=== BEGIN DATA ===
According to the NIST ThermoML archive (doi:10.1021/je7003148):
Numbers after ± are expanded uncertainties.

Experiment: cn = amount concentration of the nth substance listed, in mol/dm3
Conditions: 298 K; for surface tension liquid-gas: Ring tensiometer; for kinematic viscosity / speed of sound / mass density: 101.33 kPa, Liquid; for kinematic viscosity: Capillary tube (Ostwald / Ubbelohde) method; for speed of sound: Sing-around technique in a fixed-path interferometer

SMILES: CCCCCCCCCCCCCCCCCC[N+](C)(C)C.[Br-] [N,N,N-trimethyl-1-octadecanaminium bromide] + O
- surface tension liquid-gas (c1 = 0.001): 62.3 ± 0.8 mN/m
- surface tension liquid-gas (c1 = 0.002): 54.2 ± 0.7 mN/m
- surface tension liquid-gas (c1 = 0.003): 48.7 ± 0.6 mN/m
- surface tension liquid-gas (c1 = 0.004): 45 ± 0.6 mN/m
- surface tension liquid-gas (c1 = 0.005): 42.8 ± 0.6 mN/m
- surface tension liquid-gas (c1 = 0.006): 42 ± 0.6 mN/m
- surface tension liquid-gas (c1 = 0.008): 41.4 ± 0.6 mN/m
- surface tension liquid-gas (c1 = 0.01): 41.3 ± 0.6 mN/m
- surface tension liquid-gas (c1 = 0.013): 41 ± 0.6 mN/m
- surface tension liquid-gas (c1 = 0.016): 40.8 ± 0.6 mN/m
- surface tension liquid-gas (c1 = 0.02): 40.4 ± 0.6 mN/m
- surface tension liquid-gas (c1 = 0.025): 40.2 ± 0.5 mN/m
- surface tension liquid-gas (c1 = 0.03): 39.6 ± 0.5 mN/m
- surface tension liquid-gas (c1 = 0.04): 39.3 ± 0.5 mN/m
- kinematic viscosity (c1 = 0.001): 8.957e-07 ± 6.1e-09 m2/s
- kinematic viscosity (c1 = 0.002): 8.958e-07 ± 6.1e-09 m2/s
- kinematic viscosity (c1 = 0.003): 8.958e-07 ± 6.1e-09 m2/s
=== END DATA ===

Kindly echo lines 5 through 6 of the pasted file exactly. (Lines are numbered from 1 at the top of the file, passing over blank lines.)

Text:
SMILES: CCCCCCCCCCCCCCCCCC[N+](C)(C)C.[Br-] [N,N,N-trimethyl-1-octadecanaminium bromide] + O
- surface tension liquid-gas (c1 = 0.001): 62.3 ± 0.8 mN/m